PSYC 310 Tests and Measurements (4)
Focuses on concepts of measurement and the development of psychological tests and other forms of assessment. Students are introduced to intellectual, career interest, achievement, and personality tests. Students also learn to define a test, select a scaling method, construct and revise test items, and examine essential issues in test administration. Prerequisites: PSYC 105; MATH 150.
 
PSYC 314 Adult Development (4)
Who is old? What psychological processes change after an individual reaches her biological maturation, and which do not? This course focuses on changes and continuities in psychological development after adolescence. We will consider both theory and research concerning adult development and aging in the physical, cognitive, and socioemotional domains. We will also evaluate what it means to age unsuccessfully as well as how individuals may age successfully, from psychological perspectives. Thus, we will consider outcomes ranging from optimal aging, to average or usual aging, to diseased aging. There will be a strong emphasis on the ways in which close relationship processes interact with other biological and psychological factors to influence the process and experience of aging.
 
PSYC 318 Health Psychology (4)
This course will serve as a general introduction to health psychology. The main goals of the course are (a) to provide an overview of substantive areas of basic research in health psychology, (b) to examine specific contributions of health psychology to understanding acute and chronic diseases, and (c) to illustrate how principles of health psychology may be applied to everyday life. We will become familiar with the biopsychosocial model of health, and begin thinking about health and illness from multiple perspectives, including that of the patient, the caregiver, the health professional, and of course, the scientist/researcher. We will learn not only the psychological approaches to studying health, but also the psychological aspects of being ill, caring for the ill, and the psychological dimensions of health promotion and self-care.
 
PSYC 325 Multicultural Psychology (4)
A general introduction to multicultural psychology. The main goals of the course are to help students (a) gain a greater self-awareness of their own cultural heritage, (b) identify personal cultural attitudes, values, and beliefs about diverse populations, (c) become knowledgeable about people who make up U.S. society and the global society, and (d) be aware of hidden biases and discriminations prevalent in the current society. We will become familiar with dimensions of culture, dimensions of worldview, cultural identity development models, and sociopolitical issues of psychology. We will learn not only the issues of individual psychology among diverse populations, but also the social psychological aspects related to the cross-cultural encounter in the society.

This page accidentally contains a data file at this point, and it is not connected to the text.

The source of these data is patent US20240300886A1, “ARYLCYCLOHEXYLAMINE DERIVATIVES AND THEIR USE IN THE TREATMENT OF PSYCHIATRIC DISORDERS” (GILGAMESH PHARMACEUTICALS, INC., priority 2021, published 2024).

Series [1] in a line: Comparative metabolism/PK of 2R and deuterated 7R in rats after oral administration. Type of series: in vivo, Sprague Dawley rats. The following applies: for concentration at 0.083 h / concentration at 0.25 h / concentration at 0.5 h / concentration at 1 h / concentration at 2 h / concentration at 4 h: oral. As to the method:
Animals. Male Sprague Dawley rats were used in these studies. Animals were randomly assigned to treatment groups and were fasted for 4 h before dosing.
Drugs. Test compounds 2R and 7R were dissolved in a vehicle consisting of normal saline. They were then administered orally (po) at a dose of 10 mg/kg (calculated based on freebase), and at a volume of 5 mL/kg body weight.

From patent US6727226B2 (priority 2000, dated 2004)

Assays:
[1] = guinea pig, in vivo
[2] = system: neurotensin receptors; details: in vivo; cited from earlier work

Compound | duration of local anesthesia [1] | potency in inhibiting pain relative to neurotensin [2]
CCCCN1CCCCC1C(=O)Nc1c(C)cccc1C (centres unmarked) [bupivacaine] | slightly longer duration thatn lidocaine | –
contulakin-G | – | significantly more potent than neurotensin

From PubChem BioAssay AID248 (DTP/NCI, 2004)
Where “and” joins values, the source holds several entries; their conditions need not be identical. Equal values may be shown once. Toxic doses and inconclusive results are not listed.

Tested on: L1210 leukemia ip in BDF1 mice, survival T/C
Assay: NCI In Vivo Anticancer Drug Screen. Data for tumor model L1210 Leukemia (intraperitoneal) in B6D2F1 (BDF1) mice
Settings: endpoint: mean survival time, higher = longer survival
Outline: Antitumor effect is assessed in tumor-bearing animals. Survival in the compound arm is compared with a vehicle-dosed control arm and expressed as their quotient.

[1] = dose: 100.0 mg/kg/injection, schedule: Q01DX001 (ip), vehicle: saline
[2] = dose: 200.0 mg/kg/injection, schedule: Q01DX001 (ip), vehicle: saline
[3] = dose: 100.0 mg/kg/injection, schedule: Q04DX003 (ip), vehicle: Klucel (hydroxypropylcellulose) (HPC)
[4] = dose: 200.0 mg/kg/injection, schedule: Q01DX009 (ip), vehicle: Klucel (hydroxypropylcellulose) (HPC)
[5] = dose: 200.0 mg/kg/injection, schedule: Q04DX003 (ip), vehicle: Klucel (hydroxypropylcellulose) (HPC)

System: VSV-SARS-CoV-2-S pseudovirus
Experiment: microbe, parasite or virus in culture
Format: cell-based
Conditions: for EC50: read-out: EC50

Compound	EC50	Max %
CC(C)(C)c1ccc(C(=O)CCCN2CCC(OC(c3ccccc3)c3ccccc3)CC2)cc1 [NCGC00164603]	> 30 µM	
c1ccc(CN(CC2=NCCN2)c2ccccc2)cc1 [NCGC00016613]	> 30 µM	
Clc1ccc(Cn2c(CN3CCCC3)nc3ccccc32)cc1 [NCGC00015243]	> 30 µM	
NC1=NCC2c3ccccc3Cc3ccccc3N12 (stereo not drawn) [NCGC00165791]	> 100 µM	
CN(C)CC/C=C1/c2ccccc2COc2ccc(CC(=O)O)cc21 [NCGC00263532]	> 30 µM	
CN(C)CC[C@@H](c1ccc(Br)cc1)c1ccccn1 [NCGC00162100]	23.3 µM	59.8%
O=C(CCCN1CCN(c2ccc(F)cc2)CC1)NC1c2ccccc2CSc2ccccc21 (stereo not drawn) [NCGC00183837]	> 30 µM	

PSYC 330 Interpersonal Communication Skills, LE (3)
An experiential group learning situation leading to increased understanding of interpersonal communication skills such as self-disclosure, listening, conflict resolution, and assertiveness. The interactive focus allows students to understand the effects and meaning of their interpersonal styles.
 
PSYC 335 Psychology of Women (4)
An overview of major theories of women's development, applications of feminist theory, gender-related research and women's health issues across the life span. Psychological issues important to women during childhood, adolescence, adulthood and old age are discussed, such as gender role acquisition, pay inequities in the work force, adjustment to menopause and violence against women. Focus is given to research on women in relation to diverse socioeconomic classes, ethnic backgrounds and cultures. Prerequisite: PSYC 105 or SOC 105.
 
PSYC 362 Abnormal Psychology (4)
Eclectic introduction to abnormal human behavior; source materials from psychology, sociology, and biology. Prerequisite: PSYC 105.
 
PSYC 363 Exploring Addictions (3)
This course provides students with the opportunity to explore the many issues related to the process of addiction. The course will focus on etiological, assessment, treatment, and legal issues with regard to drug use. Students will also have the opportunity to learn about community resources and fellowship meetings. Prerequisite: PSYC 105.
 
PSYC 390 Quantitative Research Methods (4)
A survey of the scientific methods of data collection as a means of approaching problems in anthropology, political science, psychology, and sociology. Laboratory exercises illustrating the various methods are required. For psychology majors, this course must be completed by the end of the junior year or graduation will be delayed. Prerequisites: MATH 150.
 
PSYC 401 Directed Studies (1-4)